We discussed our medication options because Bipolar Disorder is managed through medication. That’s the crucial difference between an Axis I diagnosis and an Axis II diagnosis. A mood disorder is not a personality disorder. You can’t manage and heal a mood disorder with CBT and talk therapy. This is a disabling condition that needs pharmaceutical help. Then, you can go on to learn coping strategies, but any therapeutic intervention that you attempt to learn won’t stick if your brain is on fire or fighting itself. So, the doctor is adding Lamictal to her drug regimen and eliminating her SSRI since SSRIs are known to trigger cycling in bipolar brains.
Why blog about this? Grace is not the only bipolar child out there. Childhood onset Bipolar Disorder is rare, but it’s not an extinct disorder. We have been jerked around by experts for almost a year, and it has taken something akin to a psychotic break for Grace to finally get the appropriate help. I was told by the “experts” at the center–a premier, well-respected facility in our state–that Grace couldn’t possibly be bipolar because children who are bipolar are usually hospitalized. They are unstable. Well, she’s unstable now. I was an observant parent who was catching it before she became unstable. Before the rapid cycling and switching were out of control. This is what psychiatrists try to avoid, but it seems that this is what must happen in order for the mental health community to take note and listen. A child must reach the brink of psychosis before they take a parent seriously. This is one of myriad flaws in how the mental health system does business.
If our journey towards a diagnosis and towards getting and maintaining stability can help another child and family, then I, as her mother, will feel comforted. We are just at the beginning of our journey towards empowering Grace to cope, stabilize, and, ultimately, heal, but we will get there. I have three other daughters one of whom has an autism spectrum disorder. I’ve been at the beginning of long journeys before.
It all starts with putting one foot in front of the other.
One day at a time.
Grace has been to the Behavioral Health Emergency Room again. The last time she was there was due to self-harming; she had stabbed herself. Strangely, she appeared completely calm when she did this. Grace is also experiencing visual hallucinations and extreme paranoia. She sees three men whom she can describe in great detail. They follow her everywhere. They carry handguns. They want to hurt her. They watch her all the time. They don’t speak to her or call her to action. Sometimes she can hear their footsteps. Naturally, these symptoms have caused some alarm in her psychiatrist. He is treating her more aggressively with Lamictal. By next Monday, she will be at 100 mg. She will also be seen by our local university–again. There is a program that screens for schizoid personality disorders. She will be going to the First Psychotic Episode appointment on Halloween. I think that’s funny. The question now is: does she have Schizotypal Bipolar Disorder, Bipolar Disorder with psychotic features, or is she in the prodromal phase of schizophrenia?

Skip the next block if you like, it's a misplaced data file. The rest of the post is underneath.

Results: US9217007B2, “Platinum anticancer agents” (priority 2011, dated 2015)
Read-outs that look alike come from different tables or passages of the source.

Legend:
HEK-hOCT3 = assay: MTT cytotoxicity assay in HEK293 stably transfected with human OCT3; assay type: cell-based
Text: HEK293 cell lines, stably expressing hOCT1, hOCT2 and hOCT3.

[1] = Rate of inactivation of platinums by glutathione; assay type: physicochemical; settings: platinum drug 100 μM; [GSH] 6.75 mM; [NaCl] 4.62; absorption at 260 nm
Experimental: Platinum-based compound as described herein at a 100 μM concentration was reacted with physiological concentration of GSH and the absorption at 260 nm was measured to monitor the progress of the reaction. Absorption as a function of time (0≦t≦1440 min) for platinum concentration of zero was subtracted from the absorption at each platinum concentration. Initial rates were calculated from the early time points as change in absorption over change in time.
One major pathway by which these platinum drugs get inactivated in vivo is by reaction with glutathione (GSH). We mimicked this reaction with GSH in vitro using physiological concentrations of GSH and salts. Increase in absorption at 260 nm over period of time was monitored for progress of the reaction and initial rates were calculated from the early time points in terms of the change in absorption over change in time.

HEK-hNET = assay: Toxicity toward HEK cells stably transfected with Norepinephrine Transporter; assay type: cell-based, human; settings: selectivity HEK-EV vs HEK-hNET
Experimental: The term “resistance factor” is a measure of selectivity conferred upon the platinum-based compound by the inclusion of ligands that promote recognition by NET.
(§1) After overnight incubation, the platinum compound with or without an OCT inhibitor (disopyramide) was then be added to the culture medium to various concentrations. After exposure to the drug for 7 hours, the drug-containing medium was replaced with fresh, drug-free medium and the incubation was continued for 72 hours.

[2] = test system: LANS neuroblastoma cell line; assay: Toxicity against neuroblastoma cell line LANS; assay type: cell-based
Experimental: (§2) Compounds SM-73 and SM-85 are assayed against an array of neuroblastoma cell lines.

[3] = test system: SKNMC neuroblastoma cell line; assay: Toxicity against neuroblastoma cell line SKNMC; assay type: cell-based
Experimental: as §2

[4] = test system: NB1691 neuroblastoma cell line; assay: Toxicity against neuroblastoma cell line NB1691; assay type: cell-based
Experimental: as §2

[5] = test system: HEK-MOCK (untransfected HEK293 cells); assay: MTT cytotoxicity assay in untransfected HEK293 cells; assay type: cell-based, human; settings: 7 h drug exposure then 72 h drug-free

She is still only attending school 40% of the time if that, but she cannot attend a full day. Her school still won’t grant us an IEP.
October 11, 2012
Grace has been diagnosed with childhood-onset Schizophrenia (COS). Actually, it’s more like a “schizophrenia spectrum disorder”. If I had to be specific, I’d say she has Paranoid Schizophrenia with bipolar features or Schizoaffective Disorder. 1 in 100 adults are diagnosed with schizophrenia. 1 in 100 of those adults are diagnosed by the age of 18. 1 in 100 of those people are diagnosed before the age of 13. This is rare. I am fortunate to have some gifted people in my life who can support us. The father of one of my close friends has spent his career dealing with mood disorders in children among other things, and he has explained it thusly:
“Grace’s progression makes sense. When she was 7 she was diagnosed with ADHD inattentive type as well as Learning Disability unspecified (That kid couldn’t read a word. She was on an IEP for two years for reading instruction). Three years later she was being assessed again for anxiety and depression symptoms. From there, she was being assessed for symptoms consistent with a bipolar spectrum disorder. Where have we landed? On the Big S. She has received a plethora of neurological testing. She doesn’t have a lesion or tumor. She isn’t having seizures. This leaves us with only one conclusion. Grace lands somewhere on the schizophrenia spectrum. This is why it takes so long to properly diagnose schizotypal disorders. No one wants to do it.”
And there you have it.
October 17, 2012
Yet Another Update:
Grace has been released from her second partial hospitalization program in six months. Her diagnosis has been clarified–Schizoaffective Disorder-bipolar type. What does this mean? In my words, all the fun of schizophrenia complete with paranoia, delusions, and hallucinations mixed with all the fun of bipolar disorder complete with mania and depression. The prognosis is apparently a little bit better than just plain ol’ schizophrenia but worse than good ol’ vanilla bipolar disorder. So, there you have it. I think this is quite the progression.
In July, Grace was diagnosed as majorly depressed and anxious. In mid-August, she was mood disordered. In late-August, she was bipolar. In late October, she might have been in the prodromal stage of schizophrenia. Now, we know that she was experiencing prodromal schizophrenia back when she was having her first EEG in October 2011. Now that we know what’s going on, we are off and running. I don’t know about you, but I sure like knowing. So does Grace.
December 9, 2012